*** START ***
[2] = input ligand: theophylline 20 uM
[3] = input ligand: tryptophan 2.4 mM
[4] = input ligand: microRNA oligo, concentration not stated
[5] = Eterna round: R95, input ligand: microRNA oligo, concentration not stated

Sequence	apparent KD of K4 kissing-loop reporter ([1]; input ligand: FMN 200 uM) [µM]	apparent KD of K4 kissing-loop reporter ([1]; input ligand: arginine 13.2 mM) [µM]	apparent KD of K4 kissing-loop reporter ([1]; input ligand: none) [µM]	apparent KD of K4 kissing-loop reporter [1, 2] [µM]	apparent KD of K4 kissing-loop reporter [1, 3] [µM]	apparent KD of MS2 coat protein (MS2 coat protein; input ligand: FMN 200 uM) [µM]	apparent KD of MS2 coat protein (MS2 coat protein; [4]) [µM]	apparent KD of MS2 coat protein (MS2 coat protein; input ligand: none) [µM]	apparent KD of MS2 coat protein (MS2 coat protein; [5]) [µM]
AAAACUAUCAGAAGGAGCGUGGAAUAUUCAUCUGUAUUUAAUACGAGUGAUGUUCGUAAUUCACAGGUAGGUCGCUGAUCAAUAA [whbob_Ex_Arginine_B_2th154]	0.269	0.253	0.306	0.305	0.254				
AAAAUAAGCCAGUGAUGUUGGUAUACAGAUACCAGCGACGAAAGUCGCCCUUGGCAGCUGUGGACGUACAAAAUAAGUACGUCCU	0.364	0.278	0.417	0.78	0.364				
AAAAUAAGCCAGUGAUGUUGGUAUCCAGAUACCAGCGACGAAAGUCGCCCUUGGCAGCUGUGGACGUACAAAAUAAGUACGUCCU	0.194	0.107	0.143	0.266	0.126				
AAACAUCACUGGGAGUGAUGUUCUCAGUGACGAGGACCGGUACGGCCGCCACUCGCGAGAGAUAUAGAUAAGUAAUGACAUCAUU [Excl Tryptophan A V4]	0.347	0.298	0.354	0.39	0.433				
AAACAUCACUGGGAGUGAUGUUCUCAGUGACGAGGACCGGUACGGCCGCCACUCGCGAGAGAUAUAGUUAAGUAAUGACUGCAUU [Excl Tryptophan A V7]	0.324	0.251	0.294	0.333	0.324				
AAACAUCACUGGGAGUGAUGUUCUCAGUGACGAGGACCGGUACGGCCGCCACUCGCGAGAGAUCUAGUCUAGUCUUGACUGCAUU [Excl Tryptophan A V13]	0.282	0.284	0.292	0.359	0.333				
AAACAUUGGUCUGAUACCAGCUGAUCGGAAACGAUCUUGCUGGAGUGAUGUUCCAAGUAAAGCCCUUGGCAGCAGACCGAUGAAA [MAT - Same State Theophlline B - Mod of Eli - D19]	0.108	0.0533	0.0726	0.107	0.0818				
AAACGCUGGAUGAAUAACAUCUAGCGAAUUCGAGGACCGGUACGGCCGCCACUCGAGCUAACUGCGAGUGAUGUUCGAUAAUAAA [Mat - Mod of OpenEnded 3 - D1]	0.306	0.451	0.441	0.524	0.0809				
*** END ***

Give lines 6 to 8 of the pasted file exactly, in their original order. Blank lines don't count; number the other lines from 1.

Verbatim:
AAAACUAUCAGAAGGAGCGUGGAAUAUUCAUCUGUAUUUAAUACGAGUGAUGUUCGUAAUUCACAGGUAGGUCGCUGAUCAAUAA [whbob_Ex_Arginine_B_2th154]	0.269	0.253	0.306	0.305	0.254				
AAAAUAAGCCAGUGAUGUUGGUAUACAGAUACCAGCGACGAAAGUCGCCCUUGGCAGCUGUGGACGUACAAAAUAAGUACGUCCU	0.364	0.278	0.417	0.78	0.364				
AAAAUAAGCCAGUGAUGUUGGUAUCCAGAUACCAGCGACGAAAGUCGCCCUUGGCAGCUGUGGACGUACAAAAUAAGUACGUCCU	0.194	0.107	0.143	0.266	0.126				